I have two possible solutions. But before I go into them, I just have to point this out: this current outcry, and these current events, shine a bright spotlight on creepy men – NOT ALL MEN. Many of the men I’ve conversed with online, many of whom I’ve met under the linkage of a passion for the sport, have been respectful and evolved as individuals. I don't know if any of them saw me as a sexual figure in conjunction to being a fan, but they provided no such indication and engaged appropriately. Unfortunately, as we know from Darwin and our history books, some evolve at slower rates. Some take a bit more time to learn. Some need a tutor.
Which is part of my two part solution. The first part is changing the dialogue. The second is a crash course:
I. Changing the dialogue
As mentioned before, something I very firmly stand by is the fact that we need to stop painting women to be victims. Yes, again, all victims in recent events ARE women. But not all women are victims, and if we keep addressing the issue as women being treated unfairly, there will be a direct psychological impact.
If we said “creepy man harasses community” instead of “creepy man harasses women,” that might make a difference. Why? Because women being treated unfairly is a problem older than my parents’ grandparents. And THEIR grandparents. It's tired. And you know what? It actually was a HUGE problem back then. It’s problematic now, sure. But nowhere near to the same degree. So why are we still acting like victims? Why address an issue the same way we would’ve addressed not being able to work or not being anything more than housewives? It doesn’t make sense. We’re not victims. We’re not helpless. This is no longer the norm and we did not choose this.
And we certainly don’t want to start another war of men against women. We just want to enjoy hockey twitter without those less evolved and slightly stupid. If a man recognizes his creepiness as plain creepiness, and “unfairness toward a human” instead of “unfairness toward a woman,” he may be more inclined to change his ways. He might become a better person. But not all people are so easily malleable. So here is the second part:
II. Provide a crash course
Not being creepy really doesn’t take a genius. That’s why so many men have excelled at this. But common sense ain’t so common, and so I’ve listed "8 Ways to End Creepy" for those that need to see it in fine print.
1. “No” means “no.” There does not need to be any further explanation. It never means “yes.” It never means “maybe.” And it most certainly NEVER means “try again tomorrow.” If a woman ever changes her mind, she’ll contact you.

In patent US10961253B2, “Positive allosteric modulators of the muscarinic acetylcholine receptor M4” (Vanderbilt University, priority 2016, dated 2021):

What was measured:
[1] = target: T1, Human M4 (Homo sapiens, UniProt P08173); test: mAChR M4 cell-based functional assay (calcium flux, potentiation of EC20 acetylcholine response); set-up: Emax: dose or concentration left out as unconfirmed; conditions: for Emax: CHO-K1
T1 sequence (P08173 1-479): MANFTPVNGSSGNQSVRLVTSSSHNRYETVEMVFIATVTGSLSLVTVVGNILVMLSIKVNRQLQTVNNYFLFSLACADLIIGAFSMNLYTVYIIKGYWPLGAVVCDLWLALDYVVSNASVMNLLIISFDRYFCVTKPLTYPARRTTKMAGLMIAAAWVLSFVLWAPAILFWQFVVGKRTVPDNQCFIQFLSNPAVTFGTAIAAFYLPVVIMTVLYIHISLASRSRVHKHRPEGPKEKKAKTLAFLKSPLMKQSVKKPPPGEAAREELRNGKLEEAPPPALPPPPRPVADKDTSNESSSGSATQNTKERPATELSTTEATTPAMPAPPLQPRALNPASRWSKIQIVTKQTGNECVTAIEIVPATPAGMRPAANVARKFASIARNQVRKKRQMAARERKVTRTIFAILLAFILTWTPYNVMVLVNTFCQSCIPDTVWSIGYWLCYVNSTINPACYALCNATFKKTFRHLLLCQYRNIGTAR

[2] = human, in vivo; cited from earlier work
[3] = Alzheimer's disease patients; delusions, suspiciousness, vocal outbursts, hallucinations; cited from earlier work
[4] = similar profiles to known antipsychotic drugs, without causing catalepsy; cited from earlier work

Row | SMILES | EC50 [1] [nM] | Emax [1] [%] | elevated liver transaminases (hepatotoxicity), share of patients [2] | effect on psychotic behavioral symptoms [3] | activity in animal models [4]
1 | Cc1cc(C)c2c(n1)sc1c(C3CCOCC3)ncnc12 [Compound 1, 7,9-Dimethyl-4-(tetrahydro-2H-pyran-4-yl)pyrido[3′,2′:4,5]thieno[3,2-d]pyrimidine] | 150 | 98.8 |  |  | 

2. Don't think a DM secures privacy just because both parties' followers cannot see the conversation. Always keep in mind that anything you say can and will be screenshot and saved. Deleting a conversation will delete it from both users, sure, but a screenshot only takes a quarter of a second to take.
3. Think your thoughts. Have your urges. Keep them away from Twitter. (There are plenty of websites designed for satisfying those urges. This really shouldn't be a problem.)
4. If a woman agrees to meet you, do not assume she is looking to hook up with you. She might be. She might not be. She might not decide that until a fifth of the evening in or three days before. Rule of thumb: if the two of you strictly spoke hockey in private conversations, stick to hockey upon meeting them. A face-to-face conversation could enhance those conversations. Don't steer it in any new direction without consent.
5. And that's the magic word: consent. Some of you may imagine it. Some of you may try really, really hard to think it's there when it isn't. I'm not going to tell you how to go about dating, and I know that asking "Are you sure?" before every single proposed action may be more of a turn off than reassuring. But guess what: You have a good career? You're a known, respected figure? Protect that. Risking a woman being turned off to save your career and reputation seems better than risking your job. Stick with being reassuring. Once you've graduated from being creepy, you will understand how to read people – only then can you explore your options further. And when you do, please refer back to #1 if you run into any problems in this area.